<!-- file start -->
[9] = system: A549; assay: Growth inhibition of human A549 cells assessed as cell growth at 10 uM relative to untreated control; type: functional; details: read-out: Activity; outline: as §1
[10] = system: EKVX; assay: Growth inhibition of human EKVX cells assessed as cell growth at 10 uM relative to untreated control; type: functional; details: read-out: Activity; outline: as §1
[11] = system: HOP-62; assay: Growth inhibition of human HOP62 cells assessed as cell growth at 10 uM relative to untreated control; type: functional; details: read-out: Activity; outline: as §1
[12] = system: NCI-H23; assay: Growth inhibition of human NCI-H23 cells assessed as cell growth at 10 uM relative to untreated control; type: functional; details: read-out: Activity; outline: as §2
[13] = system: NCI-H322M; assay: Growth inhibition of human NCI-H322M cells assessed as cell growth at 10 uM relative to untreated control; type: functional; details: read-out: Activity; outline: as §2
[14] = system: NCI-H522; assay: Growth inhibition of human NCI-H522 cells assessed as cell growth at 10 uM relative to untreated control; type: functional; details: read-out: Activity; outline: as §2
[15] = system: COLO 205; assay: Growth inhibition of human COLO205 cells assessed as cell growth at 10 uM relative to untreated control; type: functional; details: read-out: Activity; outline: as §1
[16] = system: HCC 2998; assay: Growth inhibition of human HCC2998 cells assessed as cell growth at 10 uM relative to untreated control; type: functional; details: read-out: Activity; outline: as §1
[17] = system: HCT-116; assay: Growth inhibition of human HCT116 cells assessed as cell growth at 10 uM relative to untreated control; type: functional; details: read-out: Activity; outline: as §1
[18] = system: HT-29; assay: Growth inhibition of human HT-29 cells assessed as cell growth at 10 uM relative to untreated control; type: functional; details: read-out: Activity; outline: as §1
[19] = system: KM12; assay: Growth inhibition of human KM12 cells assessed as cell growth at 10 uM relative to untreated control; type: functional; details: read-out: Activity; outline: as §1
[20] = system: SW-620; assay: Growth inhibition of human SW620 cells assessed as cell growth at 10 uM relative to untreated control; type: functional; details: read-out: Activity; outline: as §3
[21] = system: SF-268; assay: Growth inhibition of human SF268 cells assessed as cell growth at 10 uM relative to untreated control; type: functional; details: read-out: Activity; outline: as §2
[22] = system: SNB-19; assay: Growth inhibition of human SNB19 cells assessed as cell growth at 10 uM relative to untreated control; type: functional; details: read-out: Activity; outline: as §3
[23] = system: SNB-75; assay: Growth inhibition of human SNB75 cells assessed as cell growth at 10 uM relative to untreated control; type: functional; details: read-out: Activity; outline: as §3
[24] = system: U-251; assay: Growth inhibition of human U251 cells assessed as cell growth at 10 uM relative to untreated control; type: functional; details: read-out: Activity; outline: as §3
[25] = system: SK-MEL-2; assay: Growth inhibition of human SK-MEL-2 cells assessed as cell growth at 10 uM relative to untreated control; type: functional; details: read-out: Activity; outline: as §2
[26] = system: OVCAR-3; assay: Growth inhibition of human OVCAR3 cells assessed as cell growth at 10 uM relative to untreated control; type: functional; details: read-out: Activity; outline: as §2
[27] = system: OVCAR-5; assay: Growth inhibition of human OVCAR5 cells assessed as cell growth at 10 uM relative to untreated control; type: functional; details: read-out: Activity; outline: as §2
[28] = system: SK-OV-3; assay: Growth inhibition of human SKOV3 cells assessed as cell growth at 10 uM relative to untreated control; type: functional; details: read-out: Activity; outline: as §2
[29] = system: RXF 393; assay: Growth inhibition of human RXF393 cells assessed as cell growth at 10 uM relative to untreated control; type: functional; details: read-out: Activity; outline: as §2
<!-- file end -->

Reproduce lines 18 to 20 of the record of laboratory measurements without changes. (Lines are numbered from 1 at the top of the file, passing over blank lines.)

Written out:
[26] = system: OVCAR-3; assay: Growth inhibition of human OVCAR3 cells assessed as cell growth at 10 uM relative to untreated control; type: functional; details: read-out: Activity; outline: as §2
[27] = system: OVCAR-5; assay: Growth inhibition of human OVCAR5 cells assessed as cell growth at 10 uM relative to untreated control; type: functional; details: read-out: Activity; outline: as §2
[28] = system: SK-OV-3; assay: Growth inhibition of human SKOV3 cells assessed as cell growth at 10 uM relative to untreated control; type: functional; details: read-out: Activity; outline: as §2